A partnership between Lionsgate and Samsung is offering fans of The Hunger Games a chance to be at the heart of the action through a promotional virtual reality experience.
From Oct. 2 to 4 at more than 1,000 Best Buy locations across the U.S., fans can strap on a Samsung Geat VR headset to preview a short portion of the new immersive Mockingjay app. The full six-minute experience will be on display the following weekend at an event in New York.
The app (which fans will be able to download via the Samsung Milk VR site after its premiere) is designed to take fans through some of the most memorable moments of
the first three films in The Hunger Games film franchise. The fourth installment, Mockingjay: Part 2, premieres Nov. 20. To date, the franchise has grossed more than $2.3 billion at the global box office, and the trio of books that it is based on has sold more than 82 million copies worldwide.
Lionsgate and Samsung previously created promotional content for the last Hunger Games installation, but this marks the first time they’ve added VR into the mix.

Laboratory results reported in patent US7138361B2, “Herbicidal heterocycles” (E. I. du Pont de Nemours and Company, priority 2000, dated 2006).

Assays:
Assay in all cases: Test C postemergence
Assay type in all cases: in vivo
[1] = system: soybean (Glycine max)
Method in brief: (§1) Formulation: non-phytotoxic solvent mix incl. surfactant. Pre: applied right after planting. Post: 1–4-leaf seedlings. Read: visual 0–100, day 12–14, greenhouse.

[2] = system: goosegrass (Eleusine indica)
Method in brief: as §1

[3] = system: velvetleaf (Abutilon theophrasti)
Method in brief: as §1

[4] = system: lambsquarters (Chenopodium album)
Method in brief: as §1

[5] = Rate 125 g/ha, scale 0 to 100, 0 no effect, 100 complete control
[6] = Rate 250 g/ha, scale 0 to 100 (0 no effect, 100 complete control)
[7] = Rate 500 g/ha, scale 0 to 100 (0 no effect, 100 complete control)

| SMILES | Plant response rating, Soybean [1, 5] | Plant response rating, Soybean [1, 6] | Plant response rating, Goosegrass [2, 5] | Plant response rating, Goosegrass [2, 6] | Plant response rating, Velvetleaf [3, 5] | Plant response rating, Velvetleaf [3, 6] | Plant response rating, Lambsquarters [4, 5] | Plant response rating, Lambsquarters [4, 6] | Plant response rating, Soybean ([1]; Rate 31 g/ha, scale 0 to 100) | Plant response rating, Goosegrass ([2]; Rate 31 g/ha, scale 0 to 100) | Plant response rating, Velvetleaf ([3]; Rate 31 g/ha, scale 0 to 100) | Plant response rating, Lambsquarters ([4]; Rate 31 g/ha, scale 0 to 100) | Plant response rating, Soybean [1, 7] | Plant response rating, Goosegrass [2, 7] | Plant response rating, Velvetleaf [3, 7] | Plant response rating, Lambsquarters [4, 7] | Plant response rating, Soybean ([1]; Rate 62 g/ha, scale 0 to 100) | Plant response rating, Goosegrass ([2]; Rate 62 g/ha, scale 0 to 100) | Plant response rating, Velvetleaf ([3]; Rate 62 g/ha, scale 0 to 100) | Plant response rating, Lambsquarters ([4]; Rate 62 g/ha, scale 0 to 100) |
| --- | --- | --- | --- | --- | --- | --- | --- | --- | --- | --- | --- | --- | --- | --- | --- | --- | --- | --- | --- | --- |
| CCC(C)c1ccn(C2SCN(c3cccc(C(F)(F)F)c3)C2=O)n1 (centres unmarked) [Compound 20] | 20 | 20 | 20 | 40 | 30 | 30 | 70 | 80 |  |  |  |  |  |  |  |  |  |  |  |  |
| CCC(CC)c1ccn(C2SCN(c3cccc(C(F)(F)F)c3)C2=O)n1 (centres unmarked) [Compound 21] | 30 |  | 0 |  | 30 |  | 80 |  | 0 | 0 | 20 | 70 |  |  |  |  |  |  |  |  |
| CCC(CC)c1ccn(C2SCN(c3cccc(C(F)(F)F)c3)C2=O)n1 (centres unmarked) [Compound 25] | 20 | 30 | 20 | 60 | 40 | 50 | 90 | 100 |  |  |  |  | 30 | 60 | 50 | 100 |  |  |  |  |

Lionsgate is just the latest company to partner with Samsung to offer content for its Gear VR headset, which is expected to become available for consumers in November (with a price tag of $99, not including the Samsung Galaxy Note 4 that will be used as the screen). Recently, the South Korean tech giant also paired with Marriott Hotels to offer virtual reality experiences in select hotels, where guests can order a Samsung headset (equipped with a library of VR experiences) to their rooms as part of the hotel’s room service offerings.
With mainstream consumer products like the Gear VR and the Oculus Rift headsets soon to be released, 2015 has been a year of experimentation for VR — the L.A. Philharmonic created 360-degree immersive experiences to promote its brand, and the L.A. and Toronto-based studio Secret Location also created a promotional VR experience for a film, Insidious III.
Recently, the PBS documentary series Frontline unveiled a 360-degree doc on the 2014 Ebola outbreak, which will be used as a teaching tool at the Tow Center for Digital Journalism at Columbia University. PBS said it would use the documentary to explore the potential of VR for future projects.